National Nachos Day is observed annually on November 6. In their simplest form, nachos are tortilla chips covered in nacho cheese or other melted cheese and served with salsa.
First created sometime around 1943, the popular and loved nachos are of Mexican origin. Nachos can be made quickly and served as a snack, an appetizer or prepared with extra ingredients as a full meal.
It is believed that Ignaci “Nacho” Anaya created the original nachos in the city of Piedras Negras, Coahuila, Mexico, just across the border from Eagle Pass, Texas. The story talks of a group of United States military wives stationed at Fort Duncan in Eagle Pass who traveled to Piedras Negras on a shopping trip. Following shopping, they arrived late to a restaurant after it had closed for the day. Maître d, Ignacio “Nacho” Anaya served them a snack which he invented from what little was available in the kitchen: tortillas and cheese. Anaya cut the tortillas into triangles, topped them with shredded cheddar cheese and quickly heated them. He then added sliced jalapeno peppers and served them to the ladies. When Anaya was asked what the dish was called, he replied, “Nacho’s especiales”. As the word of this new creation traveled, people tried them, loved them and over time, the name changed and Nacho’s “specials” became “special nachos”.
The original recipe is printed in the 1954 St. Anne’s Cookbook.
- The creator never sought to claim ownership of the dish. His son contacted a lawyer in 1960 to explore the possibility. Unfortunately, too much time had passed, so the recipe was free to the public.
- In Mexico nachos are called ‘totopos’.
- In their simplest form, nachos are tortilla chips covered in nacho cheese or shredded cheese and salsa.
- Nachos is the food most craved by pregnant women.
- The first known appearance of the word “nachos” in English dates to 1949, from the book A Taste of Texas.
- A school in Kansas holds the record for the largest plate of nachos in the world. The platter weighed a whopping 4,689 pounds. 2,200 of those pounds were nacho cheese alone. Servings of the 80-foot creation were sold to the masses for a dollar each in an effort to raise funds for charity.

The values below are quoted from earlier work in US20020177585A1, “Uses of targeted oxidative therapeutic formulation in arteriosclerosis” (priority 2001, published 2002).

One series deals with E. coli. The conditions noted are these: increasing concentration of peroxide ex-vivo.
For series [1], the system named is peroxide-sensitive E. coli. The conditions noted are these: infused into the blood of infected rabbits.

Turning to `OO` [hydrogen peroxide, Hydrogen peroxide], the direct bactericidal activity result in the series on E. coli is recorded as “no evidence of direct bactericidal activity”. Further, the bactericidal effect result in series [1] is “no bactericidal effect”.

- The first U.S. restaurant to feature nachos is reputed to be El Cholo in San Antonio, Texas. The second is supposed to be the now-closed El Cholo in Los Angeles. Of course, these facts are hard to verify, but there they are, for what it’s worth.
- Ballpark nachos rose to fame in the ‘70s when NFL sportscaster Howard Cosell couldn’t stop talking about them.
- But its reputation as a more widely popular snack food really took off in the 1970s and 1980s thanks to Frank Liberto who began selling nachos as stadium fare at Arlington Stadium, which was then home of the Texas Rangers.
- Although they’re known as Mexican restaurant staples, tortilla chips could carry an American culinary passport. An American tortilla factory came up with an ingenious way to get rid of their scraps—they took warped and unsellable tortillas, fried them up, and sold them for ten cents a bag. The company managed to get rid of its surplus and make money doing it.
- Nachos were becoming popular in restaurants in Texas, but as they required an oven to melt the cheese, one man sought to make a more convenient solution. Nacho cheese is liquid goo that can be layered over chips quickly. If you’re wondering what’s in it, the recipe is a well-guarded secret.
- If you turn your nose up at this liquid cheese, you’re not alone—the concoction does not meet the FDA’s standards for real cheese.